Jump onto the internet to find effective training methods and workouts to build muscle and you’re most likely to run into the illustrious term tut (time under tension). We’ve mostly heard of it, a lot of us have tried it, some hated it and some loved it. The jury is still out on whether time-under-tension is all it’s cracked up to be (or at the very least, effective enough to help us in the ever-elusive pursuit of gaining muscle). So, let’s have a look at tut and confirm if it gets the yay or nay.

Let’s first clear the air...

What is Time-Under-Tension exactly? To give it a clear definition, TUT basically refers to the amount of time that a muscle is put under strain (or tension) during its resistance to weight in a particular set. I.E, Consistent tension in the muscle for a period of time during a lifting set.

You may have seen programs that recommend you use 1 second doing the concentric (going up) portion of a movement and then spend 2 or 3 (sometimes 4) seconds during the eccentric (coming down). They’re mostly noted in a numbered notation like this: 4-0-1-0. It is usually spouted that an optimal TUT duration is in the range of between 30-60 seconds and that anything falling short of or exceeding this is less than par for optimal “gains-making”.

With That Cleared Up, Is It Just Theory or A Real Thing???

Ok, so here’s what the science has to say about it. A study by Brad Schoenfeld PhD took two groups of weight lifting athletes and had one group perform a typical “bodybuilding-type” routine (e.g. 3 sets of 10 reps exercises) and the other group a typical “powerlifting type” routine (e.g. 7 sets of 3 reps) routine (1). These routines were conducted over the space of 8 weeks with 3 training days a week for each group. The Time-UnderTension performed per set for the bodybuilding group was around 30-40 seconds and the powerlifters underwent tension times of 9-12 seconds per set.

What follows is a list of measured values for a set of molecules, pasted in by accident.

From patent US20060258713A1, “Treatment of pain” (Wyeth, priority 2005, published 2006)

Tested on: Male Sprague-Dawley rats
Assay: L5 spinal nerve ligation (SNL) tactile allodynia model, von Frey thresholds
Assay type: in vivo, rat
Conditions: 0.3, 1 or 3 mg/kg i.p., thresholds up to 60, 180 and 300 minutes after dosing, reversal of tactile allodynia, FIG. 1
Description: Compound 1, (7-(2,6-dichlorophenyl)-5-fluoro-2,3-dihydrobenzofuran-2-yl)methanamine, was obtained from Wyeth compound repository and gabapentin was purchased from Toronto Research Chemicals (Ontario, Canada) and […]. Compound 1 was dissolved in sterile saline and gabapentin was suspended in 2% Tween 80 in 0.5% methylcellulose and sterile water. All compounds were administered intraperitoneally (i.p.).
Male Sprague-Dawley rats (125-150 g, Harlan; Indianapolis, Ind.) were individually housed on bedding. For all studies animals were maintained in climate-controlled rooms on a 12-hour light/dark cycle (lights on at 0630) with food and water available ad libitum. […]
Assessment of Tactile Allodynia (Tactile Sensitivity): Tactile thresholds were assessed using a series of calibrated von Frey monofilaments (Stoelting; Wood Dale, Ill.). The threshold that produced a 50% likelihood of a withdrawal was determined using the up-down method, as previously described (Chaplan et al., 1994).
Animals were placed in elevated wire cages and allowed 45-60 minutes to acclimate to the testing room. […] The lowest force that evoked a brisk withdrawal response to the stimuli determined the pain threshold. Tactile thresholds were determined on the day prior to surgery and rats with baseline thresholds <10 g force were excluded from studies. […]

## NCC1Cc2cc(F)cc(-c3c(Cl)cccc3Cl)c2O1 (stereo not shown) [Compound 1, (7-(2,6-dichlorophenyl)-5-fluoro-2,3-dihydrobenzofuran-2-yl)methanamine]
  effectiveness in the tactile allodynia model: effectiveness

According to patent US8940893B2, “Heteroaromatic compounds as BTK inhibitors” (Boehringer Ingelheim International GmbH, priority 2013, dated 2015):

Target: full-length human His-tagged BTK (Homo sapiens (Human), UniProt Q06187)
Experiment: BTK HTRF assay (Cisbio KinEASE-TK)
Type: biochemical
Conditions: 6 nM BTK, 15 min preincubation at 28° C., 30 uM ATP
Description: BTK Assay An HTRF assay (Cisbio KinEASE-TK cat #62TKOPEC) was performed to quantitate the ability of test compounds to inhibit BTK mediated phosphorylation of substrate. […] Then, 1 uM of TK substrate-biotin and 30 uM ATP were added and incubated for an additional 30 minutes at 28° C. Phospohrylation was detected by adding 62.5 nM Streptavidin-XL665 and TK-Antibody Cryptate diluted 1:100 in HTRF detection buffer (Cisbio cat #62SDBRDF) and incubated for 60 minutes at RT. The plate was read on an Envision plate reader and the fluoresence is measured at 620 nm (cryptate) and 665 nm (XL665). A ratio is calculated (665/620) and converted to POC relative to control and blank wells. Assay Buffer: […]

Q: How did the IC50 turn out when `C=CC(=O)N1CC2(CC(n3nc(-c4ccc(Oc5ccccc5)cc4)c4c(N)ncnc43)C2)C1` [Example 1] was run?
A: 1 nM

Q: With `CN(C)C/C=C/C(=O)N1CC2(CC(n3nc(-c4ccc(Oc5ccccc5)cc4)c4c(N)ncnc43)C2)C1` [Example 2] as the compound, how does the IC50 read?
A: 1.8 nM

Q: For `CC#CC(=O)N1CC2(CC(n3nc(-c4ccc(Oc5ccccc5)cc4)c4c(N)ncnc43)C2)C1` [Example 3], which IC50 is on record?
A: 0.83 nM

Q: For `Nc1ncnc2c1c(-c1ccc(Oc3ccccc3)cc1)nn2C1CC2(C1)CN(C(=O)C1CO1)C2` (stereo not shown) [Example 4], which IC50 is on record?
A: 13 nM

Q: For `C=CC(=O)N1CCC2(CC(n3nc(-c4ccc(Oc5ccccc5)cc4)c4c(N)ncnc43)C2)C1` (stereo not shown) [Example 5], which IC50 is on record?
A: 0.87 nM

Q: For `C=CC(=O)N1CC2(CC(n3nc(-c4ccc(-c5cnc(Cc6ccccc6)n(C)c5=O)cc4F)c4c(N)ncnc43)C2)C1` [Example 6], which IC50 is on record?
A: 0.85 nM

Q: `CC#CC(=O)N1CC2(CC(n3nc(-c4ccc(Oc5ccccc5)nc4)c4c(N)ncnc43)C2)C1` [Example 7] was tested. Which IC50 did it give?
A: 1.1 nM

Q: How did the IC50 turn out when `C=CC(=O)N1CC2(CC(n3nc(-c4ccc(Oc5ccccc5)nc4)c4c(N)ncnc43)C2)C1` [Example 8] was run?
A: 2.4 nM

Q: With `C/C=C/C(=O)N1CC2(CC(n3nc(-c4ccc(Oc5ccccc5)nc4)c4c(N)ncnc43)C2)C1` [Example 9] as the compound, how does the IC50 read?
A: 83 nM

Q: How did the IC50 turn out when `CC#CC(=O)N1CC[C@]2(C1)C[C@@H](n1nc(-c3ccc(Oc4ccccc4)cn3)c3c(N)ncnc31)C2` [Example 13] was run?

So what happened?

Both groups had almost identical amounts of muscle growth at the end of the experiment. A similar study performed under similar conditions had two groups train with one having almost more than double the TUT than the second group and the gains made at the end of the experiment were identical (2).

So TUT is useless??? NOT NECESSARILY!!!

TUT has been shown to promote greater hypertrophy (gains) in type I slow-twitch muscle fibres which, by nature, are fatigue-resistant vs type II fibres that are able to produce great amounts of force but fatigue rather quickly in comparison. It, therefore, stands to reason that you’d need to keep the type I fibres under tension for extended periods to elicit their maximal growth. A few studies conducted in cold Mother Russia concluded that light-load protocols involving high TUTs (50% 1RM) yielded greater muscle growth in type I fibres and heavier-loads with lower TUTs (80% 1RM) showed better muscle growth for type II fibers (3, 4, 5).

There is indeed a place for everything!

Take home message:

- Tut for slow-twitch fibres!

- heavier load and lower rep count for fast-twitch fibres.

And because we’re cool people here at Chrome, we’ll even give you the break down of which is which.

Now Go Forth and Make Gains the Right Way!


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